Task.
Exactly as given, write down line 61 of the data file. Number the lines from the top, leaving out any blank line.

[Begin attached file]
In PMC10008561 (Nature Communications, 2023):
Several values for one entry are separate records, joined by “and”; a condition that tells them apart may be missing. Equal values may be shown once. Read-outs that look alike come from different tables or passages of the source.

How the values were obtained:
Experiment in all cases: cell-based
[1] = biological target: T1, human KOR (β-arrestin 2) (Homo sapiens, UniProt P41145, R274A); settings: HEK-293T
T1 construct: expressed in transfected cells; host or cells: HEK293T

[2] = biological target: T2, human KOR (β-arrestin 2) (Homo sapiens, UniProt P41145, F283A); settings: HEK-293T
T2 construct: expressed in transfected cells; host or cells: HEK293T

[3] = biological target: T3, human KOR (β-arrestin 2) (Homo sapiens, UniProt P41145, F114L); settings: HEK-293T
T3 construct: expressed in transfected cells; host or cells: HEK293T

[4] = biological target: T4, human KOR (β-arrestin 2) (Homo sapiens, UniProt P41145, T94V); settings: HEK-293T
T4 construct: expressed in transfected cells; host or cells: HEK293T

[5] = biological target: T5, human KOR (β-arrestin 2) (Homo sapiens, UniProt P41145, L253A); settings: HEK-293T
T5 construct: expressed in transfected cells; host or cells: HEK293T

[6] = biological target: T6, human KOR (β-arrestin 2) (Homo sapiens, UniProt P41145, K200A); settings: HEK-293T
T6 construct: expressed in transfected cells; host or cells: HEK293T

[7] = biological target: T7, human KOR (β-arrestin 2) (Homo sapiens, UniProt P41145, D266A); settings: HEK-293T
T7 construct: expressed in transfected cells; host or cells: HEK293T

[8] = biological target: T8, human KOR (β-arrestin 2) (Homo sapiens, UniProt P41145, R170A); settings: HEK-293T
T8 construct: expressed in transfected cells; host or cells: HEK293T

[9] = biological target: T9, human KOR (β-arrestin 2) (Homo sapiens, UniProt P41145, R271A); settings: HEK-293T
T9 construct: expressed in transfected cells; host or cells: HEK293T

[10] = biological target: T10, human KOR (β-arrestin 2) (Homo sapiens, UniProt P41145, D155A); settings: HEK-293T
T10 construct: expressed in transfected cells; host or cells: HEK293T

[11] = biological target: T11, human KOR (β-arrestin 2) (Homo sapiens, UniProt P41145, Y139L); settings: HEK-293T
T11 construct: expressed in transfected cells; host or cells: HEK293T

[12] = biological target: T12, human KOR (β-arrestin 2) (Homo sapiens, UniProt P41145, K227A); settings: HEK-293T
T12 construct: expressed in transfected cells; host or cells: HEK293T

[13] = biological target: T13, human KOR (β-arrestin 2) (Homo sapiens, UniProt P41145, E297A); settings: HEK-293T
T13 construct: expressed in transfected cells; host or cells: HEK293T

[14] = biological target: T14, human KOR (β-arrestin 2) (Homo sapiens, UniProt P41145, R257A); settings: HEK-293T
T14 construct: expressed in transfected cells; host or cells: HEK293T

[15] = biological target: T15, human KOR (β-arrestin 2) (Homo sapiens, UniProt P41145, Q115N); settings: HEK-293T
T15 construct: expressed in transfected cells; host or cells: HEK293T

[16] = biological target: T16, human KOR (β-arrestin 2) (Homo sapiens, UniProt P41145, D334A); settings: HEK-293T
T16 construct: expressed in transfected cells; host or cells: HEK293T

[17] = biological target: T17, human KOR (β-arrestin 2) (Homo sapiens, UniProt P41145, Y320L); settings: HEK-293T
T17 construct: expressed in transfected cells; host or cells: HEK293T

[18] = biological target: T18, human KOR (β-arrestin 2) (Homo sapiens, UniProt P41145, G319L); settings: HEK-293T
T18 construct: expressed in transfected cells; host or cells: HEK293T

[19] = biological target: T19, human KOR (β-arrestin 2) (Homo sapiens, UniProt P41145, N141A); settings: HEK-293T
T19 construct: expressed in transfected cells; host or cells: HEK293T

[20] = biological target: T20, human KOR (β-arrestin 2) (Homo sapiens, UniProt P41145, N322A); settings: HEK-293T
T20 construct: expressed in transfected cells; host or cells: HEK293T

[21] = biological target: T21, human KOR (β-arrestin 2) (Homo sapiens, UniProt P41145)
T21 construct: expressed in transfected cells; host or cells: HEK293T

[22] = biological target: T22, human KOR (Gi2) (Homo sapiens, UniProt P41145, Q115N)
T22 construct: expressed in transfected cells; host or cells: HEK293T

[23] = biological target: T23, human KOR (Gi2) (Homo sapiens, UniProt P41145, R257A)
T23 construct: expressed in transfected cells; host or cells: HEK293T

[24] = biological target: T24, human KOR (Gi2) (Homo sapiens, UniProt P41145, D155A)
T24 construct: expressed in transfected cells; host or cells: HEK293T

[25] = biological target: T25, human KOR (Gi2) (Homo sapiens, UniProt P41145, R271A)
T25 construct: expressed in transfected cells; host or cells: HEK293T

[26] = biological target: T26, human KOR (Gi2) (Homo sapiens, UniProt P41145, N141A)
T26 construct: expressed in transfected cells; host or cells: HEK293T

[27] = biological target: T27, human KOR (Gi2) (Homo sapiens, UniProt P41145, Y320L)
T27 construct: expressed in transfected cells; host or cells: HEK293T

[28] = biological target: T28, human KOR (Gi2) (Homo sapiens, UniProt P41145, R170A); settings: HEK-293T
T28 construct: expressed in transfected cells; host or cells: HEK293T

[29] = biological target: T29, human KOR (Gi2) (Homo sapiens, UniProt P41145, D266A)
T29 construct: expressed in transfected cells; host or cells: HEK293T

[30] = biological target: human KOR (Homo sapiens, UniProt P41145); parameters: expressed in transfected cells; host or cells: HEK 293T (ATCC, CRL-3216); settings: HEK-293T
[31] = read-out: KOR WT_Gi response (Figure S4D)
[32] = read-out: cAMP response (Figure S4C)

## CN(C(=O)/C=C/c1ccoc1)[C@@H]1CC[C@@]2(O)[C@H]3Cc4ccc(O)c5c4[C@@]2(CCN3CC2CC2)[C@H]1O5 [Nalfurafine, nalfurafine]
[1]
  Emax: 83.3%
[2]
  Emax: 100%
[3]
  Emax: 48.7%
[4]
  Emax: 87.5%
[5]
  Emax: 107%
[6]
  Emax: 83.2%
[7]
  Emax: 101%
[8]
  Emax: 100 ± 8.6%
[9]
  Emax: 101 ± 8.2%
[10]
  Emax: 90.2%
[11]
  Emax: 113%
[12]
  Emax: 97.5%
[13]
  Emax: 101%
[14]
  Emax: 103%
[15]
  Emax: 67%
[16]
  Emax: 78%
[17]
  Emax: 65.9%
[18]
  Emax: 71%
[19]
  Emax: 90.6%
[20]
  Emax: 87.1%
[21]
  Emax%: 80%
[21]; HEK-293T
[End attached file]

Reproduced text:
[29] = biological target: T29, human KOR (Gi2) (Homo sapiens, UniProt P41145, D266A)